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Cher, the headline act for the Mardi Gras after party, had been rumoured to make an appearance during the parade, and the gay icon arrived to the tune of Turn Back Time.
The singer sported a bright orange hair and low-cut black top with a silver-embroided jacket as she mingled with fans.
About half a million people were expected to line Sydney's streets to celebrate the 40th anniversary of the Mardi Gras, the first time the annual parade has taken place since Australia legalised same-sex marriage.
This year's procession included 200 floats and groups of street dancers and was headed by Dykes on Bikes, a motorcycle club.
Australians overwhelmingly endorsed legalising same-sex marriage in a postal survey in a country where sodomy laws were still in place in some states until as recently as the 1990s.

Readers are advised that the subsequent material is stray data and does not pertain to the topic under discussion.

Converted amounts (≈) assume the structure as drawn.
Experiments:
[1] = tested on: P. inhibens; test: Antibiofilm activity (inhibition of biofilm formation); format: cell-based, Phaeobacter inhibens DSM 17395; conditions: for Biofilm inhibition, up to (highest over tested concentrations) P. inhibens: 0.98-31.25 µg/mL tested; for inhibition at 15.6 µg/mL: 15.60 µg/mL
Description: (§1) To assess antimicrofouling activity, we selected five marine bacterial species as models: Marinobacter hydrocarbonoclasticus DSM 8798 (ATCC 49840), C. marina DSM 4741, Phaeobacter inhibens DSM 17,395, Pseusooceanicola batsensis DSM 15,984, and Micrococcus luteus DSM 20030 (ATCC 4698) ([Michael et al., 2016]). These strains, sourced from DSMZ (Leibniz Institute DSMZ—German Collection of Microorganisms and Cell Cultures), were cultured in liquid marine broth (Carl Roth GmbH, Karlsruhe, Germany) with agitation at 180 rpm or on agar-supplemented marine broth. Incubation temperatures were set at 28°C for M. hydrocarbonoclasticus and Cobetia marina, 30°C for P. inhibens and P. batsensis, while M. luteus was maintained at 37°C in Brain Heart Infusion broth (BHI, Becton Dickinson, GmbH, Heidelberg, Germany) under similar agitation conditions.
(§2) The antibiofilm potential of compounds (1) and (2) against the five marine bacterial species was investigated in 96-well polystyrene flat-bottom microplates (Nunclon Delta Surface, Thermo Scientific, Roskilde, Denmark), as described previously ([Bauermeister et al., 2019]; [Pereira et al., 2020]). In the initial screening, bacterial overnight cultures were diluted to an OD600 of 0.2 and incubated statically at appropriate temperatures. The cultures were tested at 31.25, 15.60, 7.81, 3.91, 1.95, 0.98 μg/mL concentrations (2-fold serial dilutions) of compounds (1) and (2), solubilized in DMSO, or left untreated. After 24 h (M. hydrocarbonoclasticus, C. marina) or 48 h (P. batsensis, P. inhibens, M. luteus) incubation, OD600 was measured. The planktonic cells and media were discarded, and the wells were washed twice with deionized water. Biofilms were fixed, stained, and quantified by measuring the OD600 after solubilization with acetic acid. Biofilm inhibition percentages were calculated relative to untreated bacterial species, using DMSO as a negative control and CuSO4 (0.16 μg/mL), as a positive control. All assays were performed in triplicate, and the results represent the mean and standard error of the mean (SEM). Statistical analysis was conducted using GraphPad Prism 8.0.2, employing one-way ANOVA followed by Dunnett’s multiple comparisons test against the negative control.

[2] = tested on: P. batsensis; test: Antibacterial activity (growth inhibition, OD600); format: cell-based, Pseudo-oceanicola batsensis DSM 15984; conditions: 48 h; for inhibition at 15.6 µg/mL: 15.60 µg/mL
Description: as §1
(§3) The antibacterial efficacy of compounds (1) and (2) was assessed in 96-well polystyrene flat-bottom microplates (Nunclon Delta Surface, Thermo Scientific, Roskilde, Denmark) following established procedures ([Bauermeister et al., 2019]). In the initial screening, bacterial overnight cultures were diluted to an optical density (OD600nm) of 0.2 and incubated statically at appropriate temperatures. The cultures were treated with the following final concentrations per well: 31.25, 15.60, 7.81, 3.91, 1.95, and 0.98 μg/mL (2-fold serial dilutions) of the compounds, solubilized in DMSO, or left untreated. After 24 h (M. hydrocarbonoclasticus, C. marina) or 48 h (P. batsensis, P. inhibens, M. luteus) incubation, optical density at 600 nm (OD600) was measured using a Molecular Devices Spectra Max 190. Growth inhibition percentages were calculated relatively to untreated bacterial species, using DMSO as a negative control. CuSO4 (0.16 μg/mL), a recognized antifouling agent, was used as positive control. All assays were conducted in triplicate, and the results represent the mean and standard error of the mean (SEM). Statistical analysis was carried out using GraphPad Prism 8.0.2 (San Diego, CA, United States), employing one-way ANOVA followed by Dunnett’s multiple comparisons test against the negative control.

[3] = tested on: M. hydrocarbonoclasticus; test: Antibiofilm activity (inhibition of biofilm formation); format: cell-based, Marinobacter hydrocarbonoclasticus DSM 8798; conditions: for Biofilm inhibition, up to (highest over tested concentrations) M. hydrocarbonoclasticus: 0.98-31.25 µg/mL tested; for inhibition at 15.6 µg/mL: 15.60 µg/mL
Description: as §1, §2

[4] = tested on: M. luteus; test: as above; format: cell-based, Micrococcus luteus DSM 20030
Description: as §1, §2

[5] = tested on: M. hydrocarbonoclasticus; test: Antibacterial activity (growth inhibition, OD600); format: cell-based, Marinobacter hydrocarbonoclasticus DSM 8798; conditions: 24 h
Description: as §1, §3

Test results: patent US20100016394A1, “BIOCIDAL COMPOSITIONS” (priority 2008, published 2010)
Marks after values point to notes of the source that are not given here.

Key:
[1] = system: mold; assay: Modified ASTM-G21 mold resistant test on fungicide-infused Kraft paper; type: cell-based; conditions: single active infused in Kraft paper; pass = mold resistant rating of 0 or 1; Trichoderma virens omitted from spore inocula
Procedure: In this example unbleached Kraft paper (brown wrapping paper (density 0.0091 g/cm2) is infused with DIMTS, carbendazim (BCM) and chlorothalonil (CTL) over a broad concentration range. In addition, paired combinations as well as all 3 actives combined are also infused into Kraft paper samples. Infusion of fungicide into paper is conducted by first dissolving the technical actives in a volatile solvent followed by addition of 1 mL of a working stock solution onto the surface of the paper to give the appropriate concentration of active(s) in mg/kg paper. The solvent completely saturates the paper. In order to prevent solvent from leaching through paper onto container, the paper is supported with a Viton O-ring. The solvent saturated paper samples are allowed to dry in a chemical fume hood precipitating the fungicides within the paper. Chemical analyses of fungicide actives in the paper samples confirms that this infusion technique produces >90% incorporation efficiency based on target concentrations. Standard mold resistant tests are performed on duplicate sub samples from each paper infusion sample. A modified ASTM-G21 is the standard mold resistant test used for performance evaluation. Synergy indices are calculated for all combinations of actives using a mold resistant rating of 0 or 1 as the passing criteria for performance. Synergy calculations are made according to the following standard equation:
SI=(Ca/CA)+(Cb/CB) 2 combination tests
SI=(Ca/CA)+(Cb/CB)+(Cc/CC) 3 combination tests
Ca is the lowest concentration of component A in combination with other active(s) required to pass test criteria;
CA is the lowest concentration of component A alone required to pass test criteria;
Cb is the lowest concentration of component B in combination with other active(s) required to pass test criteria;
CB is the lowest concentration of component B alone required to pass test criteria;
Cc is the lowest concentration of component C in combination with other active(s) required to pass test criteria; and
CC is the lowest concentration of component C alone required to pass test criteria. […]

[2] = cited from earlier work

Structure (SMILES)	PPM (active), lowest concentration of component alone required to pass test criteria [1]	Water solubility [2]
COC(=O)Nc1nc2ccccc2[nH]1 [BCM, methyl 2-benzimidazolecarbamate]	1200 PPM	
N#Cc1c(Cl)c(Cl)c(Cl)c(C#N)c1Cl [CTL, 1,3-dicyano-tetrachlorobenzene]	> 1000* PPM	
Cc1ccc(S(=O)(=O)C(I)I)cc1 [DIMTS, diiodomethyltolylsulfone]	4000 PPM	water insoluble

This year's Mardi Gras honoured the 78ers, a group of people involved in the original protest, which took place on June 24, 1978 as a peaceful march for gay rights that sparked the annual parade.
That protest was marred by police brutality with 53 people arrested in subsequent scuffles.
Police have since apologised for the events of 1978 and now march each year in the parade alongside other emergency services.